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Payal Khatoon, second from left, 11, makes bidi, a type of cigarette, with her family in Aurangabad, India on Sept. 17, 2020. Former students are taking illegal and often dangerous jobs in India and other developing countries, potentially rolling back years of progress in social mobility and public health. (Atul Loke/The New York Times)

ATUL LOKE/The New York Times News Service

As days turn cooler, the coming festive and tourist season is usually the busiest time of the year for the 2,000-member women’s collective of embroiderers at Urmul Desert Crafts in the state of Rajasthan, India.

Not this year. With the pandemic-induced downturn, work has come to a near standstill.

“It’s an enormous crisis for the artisans. With the demand and production cycle destroyed, it will take at least two years to recover," said Arvind Ojha, chief executive of Urmul. "It’s a question of survival now, and many of them are scrambling for whatever work they can find – in construction or firework factories – which is a huge loss of dignity and income for skilled artisans.”

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Women across the world have been hit hard by the COVID-19 pandemic, data show, raising concerns that it will set the battle for gender equality back a decade. Between layoffs and decisions to quit paid work to handle the increased load at home, women’s careers are increasingly being sidelined.

The effects of an economic downturn that some are calling a “she-cession” are especially damaging in India. Even before the pandemic, female participation in the country’s work force was already alarmingly low, at just 20 per cent, according to a World Bank report.

At least four out of 10 women in India lost their jobs in April and May, and 39 per cent of women reported a loss of employment compared with 29 per cent of men, according to the Centre for Monitoring Indian Economy. Oxfam India estimates the economic loss from women becoming unemployed during the pandemic at about US$216-billion, which makes the country’s GDP 8 per cent poorer.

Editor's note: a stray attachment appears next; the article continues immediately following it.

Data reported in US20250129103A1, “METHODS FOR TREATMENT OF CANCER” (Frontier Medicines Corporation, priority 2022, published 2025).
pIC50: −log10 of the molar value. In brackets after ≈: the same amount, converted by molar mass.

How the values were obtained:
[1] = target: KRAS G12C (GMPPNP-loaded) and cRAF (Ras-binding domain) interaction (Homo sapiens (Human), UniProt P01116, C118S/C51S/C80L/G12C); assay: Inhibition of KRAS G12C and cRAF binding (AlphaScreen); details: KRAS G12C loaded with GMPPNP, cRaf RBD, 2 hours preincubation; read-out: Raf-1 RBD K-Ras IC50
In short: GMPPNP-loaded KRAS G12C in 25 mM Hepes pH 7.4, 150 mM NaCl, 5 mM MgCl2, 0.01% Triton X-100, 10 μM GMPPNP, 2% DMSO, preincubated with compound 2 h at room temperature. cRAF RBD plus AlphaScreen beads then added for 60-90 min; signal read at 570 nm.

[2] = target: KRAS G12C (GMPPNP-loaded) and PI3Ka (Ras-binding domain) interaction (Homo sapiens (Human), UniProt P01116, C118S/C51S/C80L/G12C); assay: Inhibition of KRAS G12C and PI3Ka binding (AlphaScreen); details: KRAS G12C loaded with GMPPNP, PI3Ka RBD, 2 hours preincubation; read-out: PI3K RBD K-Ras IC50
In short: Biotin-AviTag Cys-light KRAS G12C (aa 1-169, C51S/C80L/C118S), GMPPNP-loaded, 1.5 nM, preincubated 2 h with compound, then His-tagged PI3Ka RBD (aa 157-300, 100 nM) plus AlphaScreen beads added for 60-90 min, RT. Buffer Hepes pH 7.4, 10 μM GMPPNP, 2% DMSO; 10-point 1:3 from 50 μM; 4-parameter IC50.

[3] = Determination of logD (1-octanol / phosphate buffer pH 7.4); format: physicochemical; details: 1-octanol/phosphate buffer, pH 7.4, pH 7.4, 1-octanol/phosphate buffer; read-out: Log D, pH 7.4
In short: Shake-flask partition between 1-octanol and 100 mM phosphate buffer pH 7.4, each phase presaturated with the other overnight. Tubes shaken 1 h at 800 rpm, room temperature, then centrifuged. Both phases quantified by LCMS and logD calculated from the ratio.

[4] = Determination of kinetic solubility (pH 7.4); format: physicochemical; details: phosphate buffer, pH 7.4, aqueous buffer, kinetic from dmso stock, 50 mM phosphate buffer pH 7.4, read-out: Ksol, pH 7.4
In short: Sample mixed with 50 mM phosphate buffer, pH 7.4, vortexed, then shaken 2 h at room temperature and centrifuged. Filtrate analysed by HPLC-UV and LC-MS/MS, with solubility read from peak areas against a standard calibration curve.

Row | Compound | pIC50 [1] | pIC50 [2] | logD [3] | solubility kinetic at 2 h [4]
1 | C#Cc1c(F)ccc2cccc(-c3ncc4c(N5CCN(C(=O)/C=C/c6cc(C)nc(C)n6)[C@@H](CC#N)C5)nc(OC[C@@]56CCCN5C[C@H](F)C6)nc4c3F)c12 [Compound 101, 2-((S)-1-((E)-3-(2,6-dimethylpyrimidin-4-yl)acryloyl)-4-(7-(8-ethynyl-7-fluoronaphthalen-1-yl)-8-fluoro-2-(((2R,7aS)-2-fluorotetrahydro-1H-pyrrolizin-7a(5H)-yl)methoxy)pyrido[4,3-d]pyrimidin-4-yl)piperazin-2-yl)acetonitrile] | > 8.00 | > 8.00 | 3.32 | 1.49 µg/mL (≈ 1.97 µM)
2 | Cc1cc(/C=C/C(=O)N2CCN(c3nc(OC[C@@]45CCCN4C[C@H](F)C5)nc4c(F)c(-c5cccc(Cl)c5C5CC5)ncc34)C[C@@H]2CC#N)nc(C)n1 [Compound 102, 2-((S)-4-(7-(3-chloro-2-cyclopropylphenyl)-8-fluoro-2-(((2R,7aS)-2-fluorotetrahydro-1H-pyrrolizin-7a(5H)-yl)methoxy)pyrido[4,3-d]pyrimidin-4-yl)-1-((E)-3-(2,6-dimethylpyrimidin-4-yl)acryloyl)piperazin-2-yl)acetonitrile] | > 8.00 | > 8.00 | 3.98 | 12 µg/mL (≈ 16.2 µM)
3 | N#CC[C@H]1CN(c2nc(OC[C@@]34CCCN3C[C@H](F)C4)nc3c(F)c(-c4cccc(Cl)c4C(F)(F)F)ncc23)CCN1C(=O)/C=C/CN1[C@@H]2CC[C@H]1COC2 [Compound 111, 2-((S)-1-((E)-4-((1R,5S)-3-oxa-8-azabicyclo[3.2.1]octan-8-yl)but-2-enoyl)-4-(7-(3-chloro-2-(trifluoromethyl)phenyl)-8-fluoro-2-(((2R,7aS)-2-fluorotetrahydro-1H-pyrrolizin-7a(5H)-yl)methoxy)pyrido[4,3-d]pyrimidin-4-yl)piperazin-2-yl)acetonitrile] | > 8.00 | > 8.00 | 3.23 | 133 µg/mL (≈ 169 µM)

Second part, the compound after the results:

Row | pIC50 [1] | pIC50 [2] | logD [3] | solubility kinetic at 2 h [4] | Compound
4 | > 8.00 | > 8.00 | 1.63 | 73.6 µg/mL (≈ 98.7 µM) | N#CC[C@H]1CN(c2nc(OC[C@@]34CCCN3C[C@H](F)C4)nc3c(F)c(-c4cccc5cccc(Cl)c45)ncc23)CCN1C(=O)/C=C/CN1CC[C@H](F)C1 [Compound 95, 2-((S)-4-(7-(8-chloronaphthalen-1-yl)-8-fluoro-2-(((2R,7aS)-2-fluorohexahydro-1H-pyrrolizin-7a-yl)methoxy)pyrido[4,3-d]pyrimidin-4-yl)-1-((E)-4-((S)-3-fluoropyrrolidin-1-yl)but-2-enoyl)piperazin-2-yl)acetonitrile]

“Women are losing more jobs because they were anyway more vulnerable. They are at a lower level in the hierarchy with precarious conditions of work and poor social security,” said Neetha N., a gender and labour expert and director of the Centre for Women’s Development Studies. (She goes by one name and an initial, a common practice in some parts of India.)

Aamina Siddiqui, a beautician based in Gurugram, a city just southwest of New Delhi, knows this precariousness only too well. Until March, she was working with a home-services company that connected her to customers through an app.

“I was earning about 50,000 rupees [about $900] a month till the lockdown. The company resumed services a few months ago, but I decided it was too risky to go back to work," she said. "I was not offered health insurance and was told to purchase safety kits from my earnings. Since then, we have been dependent on my husband’s income. Our savings are nearly over and we have just about enough to cover essential bills, forget any luxuries.”

The numbers are rapidly stacking up against women. Female employment in April was at 61 per cent of the prelockdown yearly average; for men it was 71 per cent, according to a research paper by Ashwini Deshpande, an economist at Ashoka University. After the reopening of the economy, women who had been employed before the lockdown were 23.5 percentage points less likely to be employed than men.

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In India, women face enormous challenges stepping out to work: lack of safe public transit; widespread violence against women; poor work conditions and shifts; and limited child-care facilities. The pandemic has deepened these vulnerabilities. It has also magnified the burden of unpaid care work, a responsibility that weighs far more on women than on men.

A new report from the National Statistical Office shows just how disproportionate the situation is: Indian women on average spend 243 minutes a day on domestic work, almost 10 times the 25 minutes that the average man spends on housework.

Navneet Singh, founder of Avsar, an HR services company, cites this care burden as the main reason women are locked out of jobs more than men at this time.